MCMC for non-linear state space models using ensembles of latent sequences

IMG_19390While visiting U of T, I had the opportunity to discuss the above paper MCMC for non-linear state space models using ensembles of latent sequences with both authors, Alex Shestopalo ff and Radford Neal, paper that I had completely missed during my hospital break. The paper borrows from the central idea of Neal (2003), which “is to temporarily reduce the state space of the model, which may be countably in finite or continuous, to a finite collection of randomly generated `pool’ states at each time point.” Several copies of the hidden Markov chain are generated from a proposal and weighted according to the posterior. This makes for a finite state space on which a forward-backward algorithm can be run, thus producing a latent sequence that is more likely than the ones originally produced from the proposal, as it borrows at different times from different chains.  (I alas had no lasting memory of this early paper of Radford’s. But this is essentially ensemble Monte Carlo.)

What Radford patiently explained to me in Toronto was why this method did not have the same drawback as an importance sampling method, as the weights were local rather than global and hence did not degenerate as the length of the chain/HMM increased. Which I find a pretty good argument! The trick of being able to rely on forward-backward simulation is also very appealing. This of course does not mean that the method is always converging quickly, as the proposal matters. A novelty of the current paper is the inclusion of parameter simulation steps as well, steps that are part of the ensemble Monte Carlo process (rather than a standard Gibbs implementation). There also is a delayed acceptance (as opposed to delayed rejection) step where a subset of the chain is used to check for early (and cheaper) rejection.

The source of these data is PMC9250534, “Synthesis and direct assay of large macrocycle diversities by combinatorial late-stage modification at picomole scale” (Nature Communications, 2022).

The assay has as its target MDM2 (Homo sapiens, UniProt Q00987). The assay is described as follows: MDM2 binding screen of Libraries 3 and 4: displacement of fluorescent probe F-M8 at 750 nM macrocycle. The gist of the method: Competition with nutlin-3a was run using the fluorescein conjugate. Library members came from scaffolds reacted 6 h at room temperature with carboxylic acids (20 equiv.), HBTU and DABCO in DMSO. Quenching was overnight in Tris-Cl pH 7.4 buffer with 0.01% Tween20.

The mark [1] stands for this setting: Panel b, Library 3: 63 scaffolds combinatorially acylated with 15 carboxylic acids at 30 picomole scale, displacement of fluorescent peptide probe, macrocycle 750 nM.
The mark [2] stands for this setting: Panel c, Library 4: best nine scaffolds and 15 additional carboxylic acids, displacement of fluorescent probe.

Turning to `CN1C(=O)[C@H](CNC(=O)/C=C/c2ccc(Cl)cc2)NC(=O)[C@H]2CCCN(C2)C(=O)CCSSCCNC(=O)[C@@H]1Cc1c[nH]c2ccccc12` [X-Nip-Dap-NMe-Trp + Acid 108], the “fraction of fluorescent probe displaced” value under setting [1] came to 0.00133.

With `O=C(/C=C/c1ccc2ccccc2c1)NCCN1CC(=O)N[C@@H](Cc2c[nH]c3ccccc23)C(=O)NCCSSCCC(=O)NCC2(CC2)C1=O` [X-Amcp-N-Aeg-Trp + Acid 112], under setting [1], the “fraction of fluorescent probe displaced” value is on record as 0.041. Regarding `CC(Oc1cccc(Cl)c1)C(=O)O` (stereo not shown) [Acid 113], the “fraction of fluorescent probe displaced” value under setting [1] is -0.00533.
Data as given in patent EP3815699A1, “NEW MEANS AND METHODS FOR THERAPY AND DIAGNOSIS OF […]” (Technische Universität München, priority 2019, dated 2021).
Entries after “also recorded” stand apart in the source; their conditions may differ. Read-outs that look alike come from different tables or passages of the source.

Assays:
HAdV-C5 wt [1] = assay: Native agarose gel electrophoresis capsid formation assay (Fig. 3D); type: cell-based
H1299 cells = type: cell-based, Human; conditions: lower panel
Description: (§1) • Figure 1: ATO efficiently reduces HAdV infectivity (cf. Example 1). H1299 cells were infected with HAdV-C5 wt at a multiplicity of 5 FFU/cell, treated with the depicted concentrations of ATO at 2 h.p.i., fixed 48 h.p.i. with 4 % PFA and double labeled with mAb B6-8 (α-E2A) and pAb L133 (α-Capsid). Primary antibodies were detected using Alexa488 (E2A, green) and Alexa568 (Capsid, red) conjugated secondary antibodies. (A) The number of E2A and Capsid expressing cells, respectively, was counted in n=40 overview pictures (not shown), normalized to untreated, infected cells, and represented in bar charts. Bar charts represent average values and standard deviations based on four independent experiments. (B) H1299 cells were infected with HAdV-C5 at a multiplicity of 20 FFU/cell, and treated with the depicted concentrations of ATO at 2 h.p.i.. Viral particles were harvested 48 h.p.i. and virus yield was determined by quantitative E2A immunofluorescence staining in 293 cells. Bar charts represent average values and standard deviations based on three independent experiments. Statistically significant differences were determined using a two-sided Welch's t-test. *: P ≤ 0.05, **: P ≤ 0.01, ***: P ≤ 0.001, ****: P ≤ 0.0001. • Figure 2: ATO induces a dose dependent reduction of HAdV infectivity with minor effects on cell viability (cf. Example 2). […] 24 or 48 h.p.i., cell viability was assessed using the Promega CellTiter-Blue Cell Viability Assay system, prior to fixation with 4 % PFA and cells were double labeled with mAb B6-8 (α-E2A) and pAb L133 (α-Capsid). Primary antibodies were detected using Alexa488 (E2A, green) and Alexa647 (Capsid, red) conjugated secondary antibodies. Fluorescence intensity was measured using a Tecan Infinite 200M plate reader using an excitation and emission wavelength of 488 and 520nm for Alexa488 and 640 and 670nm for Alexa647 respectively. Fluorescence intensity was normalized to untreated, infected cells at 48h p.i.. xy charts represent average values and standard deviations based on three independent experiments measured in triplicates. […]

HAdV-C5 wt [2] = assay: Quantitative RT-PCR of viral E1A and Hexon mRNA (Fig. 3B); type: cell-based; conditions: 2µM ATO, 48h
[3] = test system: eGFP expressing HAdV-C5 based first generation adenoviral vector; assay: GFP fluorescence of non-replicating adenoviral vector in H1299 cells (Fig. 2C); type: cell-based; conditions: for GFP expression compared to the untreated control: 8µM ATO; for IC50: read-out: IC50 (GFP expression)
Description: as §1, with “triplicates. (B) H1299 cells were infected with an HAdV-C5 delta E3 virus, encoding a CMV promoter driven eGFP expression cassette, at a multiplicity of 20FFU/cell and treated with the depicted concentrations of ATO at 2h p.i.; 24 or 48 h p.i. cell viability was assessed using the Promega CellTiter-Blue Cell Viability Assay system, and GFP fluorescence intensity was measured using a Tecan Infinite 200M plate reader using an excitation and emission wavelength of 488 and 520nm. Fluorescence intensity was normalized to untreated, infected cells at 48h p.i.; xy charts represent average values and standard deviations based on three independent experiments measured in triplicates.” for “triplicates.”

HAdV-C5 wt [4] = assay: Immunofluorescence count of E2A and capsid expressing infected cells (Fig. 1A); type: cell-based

The paper is a bit short on describing the way pool states can be generated (see Section 7), but it seems local (time-wise) perturbations of the current state are considered. I wonder if an intermediate particle step could produce a more efficient proposal… It also seems possible to consider a different number of pool states at more uncertain or more sticky times, with a potential for adaptivity depending on the acceptance rate.

For the evaluation of the method, the authors consider the Ricker population dynamics model found in Wood (2003) and Fearnhead and Prangle (2012), where semi-automated ABC is used. In the experiment described therein, there are only 100 latent states, which is enough to hinder MCMC. The ensemble method does much better. While there is no comparison with ABC, I would presume this method, relying on a more precise knowledge of the probabilistic model, should do better. Maybe a good topic for a Master project?

2 Responses to “MCMC for non-linear state space models using ensembles of latent sequences”

  1. Radford Neal Says:

    It was great to talk with you here!

    In the experiments in the paper, we only use a “global” distribution for pool states, which I think will generally be preferred when the state is just one-dimensional, since not-too-many states are enough to pretty-much cover the possibilities. The ensemble method then comes close to marginalizing over the hidden state sequence. When the state is higher-dimensional, though, I expect that keeping the pool states in the local vicinity of the current sequence may work better.

    Comparing with ABC would be interesting. There is a conceptual difficulty, though. MCMC becomes exact in the limit as the number of iterations goes to infinity. ABC becomes exact in the limit as the data tolerance goes to zero (and the number of proposals to obtain an accepted value goes to infinity). To compare, you could set some accuracy requirement, and then see how much compute time is needed with each method. But accuracy of the sampled versus the true posterior distribution isn’t a one-dimensional quantity. So which method is best may depend on how you choose to measure accuracy.

    Of course, it often turns out that one method is much, much better than another, in which case this may be just a theoretical point.

    • Yes this marginalisation feature is something that took time for me to understand, if you remember our (most helpful) discussions, as I tend to reason as an importance (if unimportant) sampler. And I agree that the comparison with ABC is quite delicate. Ideally we would like to run them
      both for the same amount of computing time and receive a similar approximation to the posterior. If this happens it is a good sign. If it does not, it is delicate to understand which one has erred way from the true target. Maybe using the ABC output as a basis for your ensemble proposal could work in an iterative scheme. But, as you say, if one is much much better, we end up with wasting out time. Unless we can run both methods in parallel (still requiring extra coding!).

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